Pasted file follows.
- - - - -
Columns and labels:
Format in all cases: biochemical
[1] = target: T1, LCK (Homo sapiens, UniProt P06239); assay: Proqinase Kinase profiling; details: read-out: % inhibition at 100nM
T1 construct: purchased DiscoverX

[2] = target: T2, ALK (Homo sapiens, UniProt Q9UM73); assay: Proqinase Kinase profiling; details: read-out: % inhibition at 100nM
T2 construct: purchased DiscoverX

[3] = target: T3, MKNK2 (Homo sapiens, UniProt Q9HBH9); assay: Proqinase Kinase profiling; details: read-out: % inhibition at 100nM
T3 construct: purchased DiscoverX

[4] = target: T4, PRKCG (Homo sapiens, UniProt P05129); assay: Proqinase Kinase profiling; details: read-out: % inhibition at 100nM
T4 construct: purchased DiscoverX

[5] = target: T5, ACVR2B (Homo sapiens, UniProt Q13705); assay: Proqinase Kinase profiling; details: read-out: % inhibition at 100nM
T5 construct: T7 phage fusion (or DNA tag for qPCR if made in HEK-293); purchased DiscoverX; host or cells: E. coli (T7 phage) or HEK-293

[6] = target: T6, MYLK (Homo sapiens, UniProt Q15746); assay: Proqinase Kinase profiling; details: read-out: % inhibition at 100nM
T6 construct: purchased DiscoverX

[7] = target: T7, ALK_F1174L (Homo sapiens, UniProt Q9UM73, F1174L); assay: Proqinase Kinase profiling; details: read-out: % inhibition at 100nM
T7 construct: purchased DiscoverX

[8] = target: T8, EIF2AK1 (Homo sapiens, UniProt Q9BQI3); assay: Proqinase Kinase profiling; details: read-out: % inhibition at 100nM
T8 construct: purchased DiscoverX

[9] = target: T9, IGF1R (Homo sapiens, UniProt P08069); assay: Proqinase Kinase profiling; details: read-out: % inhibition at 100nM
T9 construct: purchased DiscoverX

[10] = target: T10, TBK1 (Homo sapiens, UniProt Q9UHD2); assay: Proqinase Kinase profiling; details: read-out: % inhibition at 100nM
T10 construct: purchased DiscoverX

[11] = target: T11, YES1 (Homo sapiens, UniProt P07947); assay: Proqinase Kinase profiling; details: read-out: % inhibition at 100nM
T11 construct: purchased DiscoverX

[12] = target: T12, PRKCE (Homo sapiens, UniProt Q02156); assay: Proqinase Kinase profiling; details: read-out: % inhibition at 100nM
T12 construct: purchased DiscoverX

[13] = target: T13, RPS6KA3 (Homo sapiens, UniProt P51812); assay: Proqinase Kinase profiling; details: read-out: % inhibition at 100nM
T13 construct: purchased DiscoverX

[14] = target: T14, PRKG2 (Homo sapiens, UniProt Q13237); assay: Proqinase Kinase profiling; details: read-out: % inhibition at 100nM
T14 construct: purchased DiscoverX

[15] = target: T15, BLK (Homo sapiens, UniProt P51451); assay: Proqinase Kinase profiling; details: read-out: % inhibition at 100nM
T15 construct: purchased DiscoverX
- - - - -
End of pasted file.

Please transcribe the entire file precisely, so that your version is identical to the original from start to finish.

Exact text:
Columns and labels:
Format in all cases: biochemical
[1] = target: T1, LCK (Homo sapiens, UniProt P06239); assay: Proqinase Kinase profiling; details: read-out: % inhibition at 100nM
T1 construct: purchased DiscoverX

[2] = target: T2, ALK (Homo sapiens, UniProt Q9UM73); assay: Proqinase Kinase profiling; details: read-out: % inhibition at 100nM
T2 construct: purchased DiscoverX

[3] = target: T3, MKNK2 (Homo sapiens, UniProt Q9HBH9); assay: Proqinase Kinase profiling; details: read-out: % inhibition at 100nM
T3 construct: purchased DiscoverX

[4] = target: T4, PRKCG (Homo sapiens, UniProt P05129); assay: Proqinase Kinase profiling; details: read-out: % inhibition at 100nM
T4 construct: purchased DiscoverX

[5] = target: T5, ACVR2B (Homo sapiens, UniProt Q13705); assay: Proqinase Kinase profiling; details: read-out: % inhibition at 100nM
T5 construct: T7 phage fusion (or DNA tag for qPCR if made in HEK-293); purchased DiscoverX; host or cells: E. coli (T7 phage) or HEK-293

[6] = target: T6, MYLK (Homo sapiens, UniProt Q15746); assay: Proqinase Kinase profiling; details: read-out: % inhibition at 100nM
T6 construct: purchased DiscoverX

[7] = target: T7, ALK_F1174L (Homo sapiens, UniProt Q9UM73, F1174L); assay: Proqinase Kinase profiling; details: read-out: % inhibition at 100nM
T7 construct: purchased DiscoverX

[8] = target: T8, EIF2AK1 (Homo sapiens, UniProt Q9BQI3); assay: Proqinase Kinase profiling; details: read-out: % inhibition at 100nM
T8 construct: purchased DiscoverX

[9] = target: T9, IGF1R (Homo sapiens, UniProt P08069); assay: Proqinase Kinase profiling; details: read-out: % inhibition at 100nM
T9 construct: purchased DiscoverX

[10] = target: T10, TBK1 (Homo sapiens, UniProt Q9UHD2); assay: Proqinase Kinase profiling; details: read-out: % inhibition at 100nM
T10 construct: purchased DiscoverX

[11] = target: T11, YES1 (Homo sapiens, UniProt P07947); assay: Proqinase Kinase profiling; details: read-out: % inhibition at 100nM
T11 construct: purchased DiscoverX

[12] = target: T12, PRKCE (Homo sapiens, UniProt Q02156); assay: Proqinase Kinase profiling; details: read-out: % inhibition at 100nM
T12 construct: purchased DiscoverX

[13] = target: T13, RPS6KA3 (Homo sapiens, UniProt P51812); assay: Proqinase Kinase profiling; details: read-out: % inhibition at 100nM
T13 construct: purchased DiscoverX

[14] = target: T14, PRKG2 (Homo sapiens, UniProt Q13237); assay: Proqinase Kinase profiling; details: read-out: % inhibition at 100nM
T14 construct: purchased DiscoverX

[15] = target: T15, BLK (Homo sapiens, UniProt P51451); assay: Proqinase Kinase profiling; details: read-out: % inhibition at 100nM
T15 construct: purchased DiscoverX